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The archaeological area lies in the heart of the modern town of Ercolano, a rather depressed and not exactly tourist-friendly suburb of Naples. The town is perfectly safe during the day, particularly by the archaeological area, but rather ugly. If you are up for a little exploring, though, you might also want to visit the showroom of a local talented artist, a maker of cameos, named Biagio Piscopo. He is located at Corso Resina 318 (tel. 081-7391214), conveniently near the archaeological site. The intricate art of cameo making was first developed in nearby Torre del Greco, and the beautiful jewels produced here are exported all over the globe.

The town is struggling to reverse a relatively recent downturn, dating back only about a century. Before -- and since -- Roman times, Ercolano had been a posh resort for Naples's patricians, who built their summer villas at the foot of Mount Vesuvius, to enjoy the cooler weather. The 122-odd mansions, built during the 18th century by members of the Bourbon court, made up the so-called Miglio d'Oro, the Golden Mile. Abandoned after Ercolano became an impoverished suburb of modern Naples, some of the villas have been restored under the supervision of the association Ente Ville Vesuviane (tel. 081-19244532; www.villevesuviane.net). The Museo Diffuso is a self-guided visit to three villas, the starting point being Villa Campolieto, where you pick up the audioguide. The Grand Tour is a longer circuit with five main stops, also starting from Villa Campolieto (tel. 081-3625121 for reservations; villadelleginestre@villevesuviane.net). In late July/early August, the restored villas are the stage for the Festival Ville Vesuviane, featuring concerts -- classical, jazz, and pop -- and dance.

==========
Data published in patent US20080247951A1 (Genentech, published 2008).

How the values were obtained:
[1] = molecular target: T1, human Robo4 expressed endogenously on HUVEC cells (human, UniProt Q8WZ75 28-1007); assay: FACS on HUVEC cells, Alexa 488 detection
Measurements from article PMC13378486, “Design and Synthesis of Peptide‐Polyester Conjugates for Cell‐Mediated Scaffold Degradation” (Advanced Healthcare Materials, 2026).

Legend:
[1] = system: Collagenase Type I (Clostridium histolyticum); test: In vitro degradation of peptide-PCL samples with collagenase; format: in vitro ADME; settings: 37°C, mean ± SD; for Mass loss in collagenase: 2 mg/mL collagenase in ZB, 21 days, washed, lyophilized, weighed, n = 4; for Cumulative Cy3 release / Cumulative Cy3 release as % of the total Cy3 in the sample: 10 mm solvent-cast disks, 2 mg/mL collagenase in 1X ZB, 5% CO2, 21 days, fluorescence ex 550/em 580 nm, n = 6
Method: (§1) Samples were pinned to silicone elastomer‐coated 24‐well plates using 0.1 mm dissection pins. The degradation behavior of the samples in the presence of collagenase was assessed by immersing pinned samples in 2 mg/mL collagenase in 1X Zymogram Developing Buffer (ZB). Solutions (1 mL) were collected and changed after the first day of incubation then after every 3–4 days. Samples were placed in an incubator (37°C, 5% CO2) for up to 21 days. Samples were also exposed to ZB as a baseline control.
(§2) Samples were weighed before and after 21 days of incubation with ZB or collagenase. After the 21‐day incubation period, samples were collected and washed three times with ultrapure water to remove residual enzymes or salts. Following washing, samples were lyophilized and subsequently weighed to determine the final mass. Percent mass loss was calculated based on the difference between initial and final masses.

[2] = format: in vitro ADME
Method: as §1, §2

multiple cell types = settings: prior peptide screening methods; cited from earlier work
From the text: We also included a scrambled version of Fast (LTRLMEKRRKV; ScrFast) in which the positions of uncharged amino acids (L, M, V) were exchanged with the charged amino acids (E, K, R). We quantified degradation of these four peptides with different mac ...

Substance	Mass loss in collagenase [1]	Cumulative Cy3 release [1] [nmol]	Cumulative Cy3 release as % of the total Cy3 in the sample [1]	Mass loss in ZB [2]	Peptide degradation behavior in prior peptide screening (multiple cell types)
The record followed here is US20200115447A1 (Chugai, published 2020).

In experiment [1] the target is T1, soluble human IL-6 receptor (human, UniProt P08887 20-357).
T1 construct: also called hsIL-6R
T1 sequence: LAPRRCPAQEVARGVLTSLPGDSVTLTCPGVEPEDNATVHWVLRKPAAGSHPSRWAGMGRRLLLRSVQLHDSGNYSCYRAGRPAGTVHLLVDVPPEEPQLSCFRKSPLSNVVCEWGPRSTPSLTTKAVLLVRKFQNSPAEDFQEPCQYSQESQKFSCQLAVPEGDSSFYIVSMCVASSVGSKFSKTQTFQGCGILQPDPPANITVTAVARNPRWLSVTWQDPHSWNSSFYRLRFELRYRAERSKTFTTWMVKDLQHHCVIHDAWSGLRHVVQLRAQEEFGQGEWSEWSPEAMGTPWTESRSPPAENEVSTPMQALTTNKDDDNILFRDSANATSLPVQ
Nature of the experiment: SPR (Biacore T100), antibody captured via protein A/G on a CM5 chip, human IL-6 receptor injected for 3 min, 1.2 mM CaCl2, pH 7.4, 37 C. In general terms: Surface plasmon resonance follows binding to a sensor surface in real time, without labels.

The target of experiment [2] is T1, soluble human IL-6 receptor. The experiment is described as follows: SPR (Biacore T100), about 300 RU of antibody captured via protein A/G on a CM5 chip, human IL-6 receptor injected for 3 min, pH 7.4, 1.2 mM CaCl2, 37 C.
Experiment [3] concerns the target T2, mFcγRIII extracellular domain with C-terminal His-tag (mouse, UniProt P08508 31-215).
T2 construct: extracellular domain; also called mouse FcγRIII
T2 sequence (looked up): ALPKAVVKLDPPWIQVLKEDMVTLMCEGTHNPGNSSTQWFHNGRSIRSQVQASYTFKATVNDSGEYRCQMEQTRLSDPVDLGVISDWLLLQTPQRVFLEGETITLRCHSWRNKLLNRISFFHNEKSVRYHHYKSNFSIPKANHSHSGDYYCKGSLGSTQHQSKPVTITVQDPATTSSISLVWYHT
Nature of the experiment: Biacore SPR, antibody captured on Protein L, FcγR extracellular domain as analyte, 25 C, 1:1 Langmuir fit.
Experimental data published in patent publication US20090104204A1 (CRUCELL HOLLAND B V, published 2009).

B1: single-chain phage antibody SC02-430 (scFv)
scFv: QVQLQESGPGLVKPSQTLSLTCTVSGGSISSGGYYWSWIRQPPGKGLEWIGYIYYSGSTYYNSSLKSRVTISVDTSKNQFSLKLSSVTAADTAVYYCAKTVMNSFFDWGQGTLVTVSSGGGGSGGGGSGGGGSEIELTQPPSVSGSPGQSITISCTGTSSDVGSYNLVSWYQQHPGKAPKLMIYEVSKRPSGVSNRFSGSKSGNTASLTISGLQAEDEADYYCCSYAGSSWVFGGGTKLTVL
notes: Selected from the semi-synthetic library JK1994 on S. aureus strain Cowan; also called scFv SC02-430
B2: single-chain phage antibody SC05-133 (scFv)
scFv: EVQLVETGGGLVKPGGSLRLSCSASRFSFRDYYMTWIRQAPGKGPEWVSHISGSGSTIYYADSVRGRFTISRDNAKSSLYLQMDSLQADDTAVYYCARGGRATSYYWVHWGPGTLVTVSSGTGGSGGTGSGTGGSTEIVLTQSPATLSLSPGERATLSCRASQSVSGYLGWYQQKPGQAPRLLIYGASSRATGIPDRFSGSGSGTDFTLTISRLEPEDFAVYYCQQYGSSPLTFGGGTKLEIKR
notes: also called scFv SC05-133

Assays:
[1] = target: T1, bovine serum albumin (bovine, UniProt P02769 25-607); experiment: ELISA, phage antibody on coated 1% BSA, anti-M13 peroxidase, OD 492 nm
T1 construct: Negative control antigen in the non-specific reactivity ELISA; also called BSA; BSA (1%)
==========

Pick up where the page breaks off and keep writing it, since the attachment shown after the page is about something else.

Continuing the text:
Stretch Your Euros -- If you are planning an extensive visit to the Vesuvian archaeological sites, save on admission prices by purchasing the Biglietto Unico (Vesuvian area cumulative ticket) which grants access to all the archaeological sites -- Herculaneum, Pompeii, Oplontis, Stabiae, and Boscoreale -- for 20€ and is valid for 3 days.

Cameo Making

Coral jewelry and cameos have a long history in Torre del Greco. Coral-fishing in the area dates from antiquity, when the art of the cameo was first invented. Lost during the Middle Ages, the craft boomed in the 19th century when local artisans took inspiration from the jewelry found during the excavations of Pompeii and Herculaneum. In 1879, the Scuola di Incisione del Corallo (School of Coral Carving) opened, giving further impulse to the development of the industry. Today, the school is called the Istituto Statale per l'Arte del Corallo e l'Oreficeria and maintains its own museum, the Museo del Corallo, Piazza Palomba (tel. 081-8811360), where you can admire a large collection from the 18th century onward. Also in town is the Museo Liverino del Corallo e dei Cammei, Via Montedoro 61 (tel. 081-8811225), which is owned by one of the historic cameo factories and which displays over 3,000 pieces dating from the 16th century on.

Although the local coral beds are practically exhausted, which is a cause of concern for some, cameo making still flourishes today, thanks to the use of corals and shells from the Pacific Ocean. About 90% of all coral fished around the world makes its way to this little town on the Italian coast, and the jewelry produced here is exported worldwide. Among the many cameo workshops in the area, some of the most reputable congregate around Via Enrico de Nicola. At no. 1 is Giovanni Apa (tel. 081-8811155); no. 25 is Antonino del Gatto (tel. 081-8814191); Baldo Liguoro (tel. 081-8812600) inhabits no. 35; and Vincenzo Ricevuto (tel. 081-8814976) occupies no. 38.

Note: This information was accurate when it was published, but can change without notice. Please be sure to confirm all rates and details directly with the companies in question before planning your trip.